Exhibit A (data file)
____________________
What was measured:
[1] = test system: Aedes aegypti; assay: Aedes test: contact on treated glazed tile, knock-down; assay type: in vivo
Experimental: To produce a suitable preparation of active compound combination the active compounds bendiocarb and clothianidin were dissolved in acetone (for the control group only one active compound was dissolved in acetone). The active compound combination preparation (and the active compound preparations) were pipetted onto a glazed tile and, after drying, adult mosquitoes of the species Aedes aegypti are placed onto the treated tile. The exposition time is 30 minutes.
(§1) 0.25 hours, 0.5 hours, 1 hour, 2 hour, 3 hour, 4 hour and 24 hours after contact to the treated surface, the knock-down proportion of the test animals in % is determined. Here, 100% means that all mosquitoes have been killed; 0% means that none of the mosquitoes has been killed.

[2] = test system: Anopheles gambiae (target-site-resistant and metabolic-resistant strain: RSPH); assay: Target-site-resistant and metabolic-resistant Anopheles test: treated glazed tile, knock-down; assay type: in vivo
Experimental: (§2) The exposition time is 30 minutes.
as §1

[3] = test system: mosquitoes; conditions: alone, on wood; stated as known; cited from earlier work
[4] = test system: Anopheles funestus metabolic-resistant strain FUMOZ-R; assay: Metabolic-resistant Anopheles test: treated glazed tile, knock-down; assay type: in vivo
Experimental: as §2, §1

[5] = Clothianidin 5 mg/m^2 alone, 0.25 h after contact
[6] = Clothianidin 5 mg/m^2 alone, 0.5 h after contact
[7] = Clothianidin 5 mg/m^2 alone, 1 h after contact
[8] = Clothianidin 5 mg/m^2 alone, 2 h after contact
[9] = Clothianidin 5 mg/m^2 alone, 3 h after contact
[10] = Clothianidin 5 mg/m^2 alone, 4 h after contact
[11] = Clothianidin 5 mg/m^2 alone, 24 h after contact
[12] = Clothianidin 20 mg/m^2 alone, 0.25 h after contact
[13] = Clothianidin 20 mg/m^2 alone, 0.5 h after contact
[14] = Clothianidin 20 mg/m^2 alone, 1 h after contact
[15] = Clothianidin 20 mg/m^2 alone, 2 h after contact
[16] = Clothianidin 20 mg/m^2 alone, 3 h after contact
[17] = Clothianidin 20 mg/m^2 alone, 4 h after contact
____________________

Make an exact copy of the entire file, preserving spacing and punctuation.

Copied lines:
What was measured:
[1] = test system: Aedes aegypti; assay: Aedes test: contact on treated glazed tile, knock-down; assay type: in vivo
Experimental: To produce a suitable preparation of active compound combination the active compounds bendiocarb and clothianidin were dissolved in acetone (for the control group only one active compound was dissolved in acetone). The active compound combination preparation (and the active compound preparations) were pipetted onto a glazed tile and, after drying, adult mosquitoes of the species Aedes aegypti are placed onto the treated tile. The exposition time is 30 minutes.
(§1) 0.25 hours, 0.5 hours, 1 hour, 2 hour, 3 hour, 4 hour and 24 hours after contact to the treated surface, the knock-down proportion of the test animals in % is determined. Here, 100% means that all mosquitoes have been killed; 0% means that none of the mosquitoes has been killed.

[2] = test system: Anopheles gambiae (target-site-resistant and metabolic-resistant strain: RSPH); assay: Target-site-resistant and metabolic-resistant Anopheles test: treated glazed tile, knock-down; assay type: in vivo
Experimental: (§2) The exposition time is 30 minutes.
as §1

[3] = test system: mosquitoes; conditions: alone, on wood; stated as known; cited from earlier work
[4] = test system: Anopheles funestus metabolic-resistant strain FUMOZ-R; assay: Metabolic-resistant Anopheles test: treated glazed tile, knock-down; assay type: in vivo
Experimental: as §2, §1

[5] = Clothianidin 5 mg/m^2 alone, 0.25 h after contact
[6] = Clothianidin 5 mg/m^2 alone, 0.5 h after contact
[7] = Clothianidin 5 mg/m^2 alone, 1 h after contact
[8] = Clothianidin 5 mg/m^2 alone, 2 h after contact
[9] = Clothianidin 5 mg/m^2 alone, 3 h after contact
[10] = Clothianidin 5 mg/m^2 alone, 4 h after contact
[11] = Clothianidin 5 mg/m^2 alone, 24 h after contact
[12] = Clothianidin 20 mg/m^2 alone, 0.25 h after contact
[13] = Clothianidin 20 mg/m^2 alone, 0.5 h after contact
[14] = Clothianidin 20 mg/m^2 alone, 1 h after contact
[15] = Clothianidin 20 mg/m^2 alone, 2 h after contact
[16] = Clothianidin 20 mg/m^2 alone, 3 h after contact
[17] = Clothianidin 20 mg/m^2 alone, 4 h after contact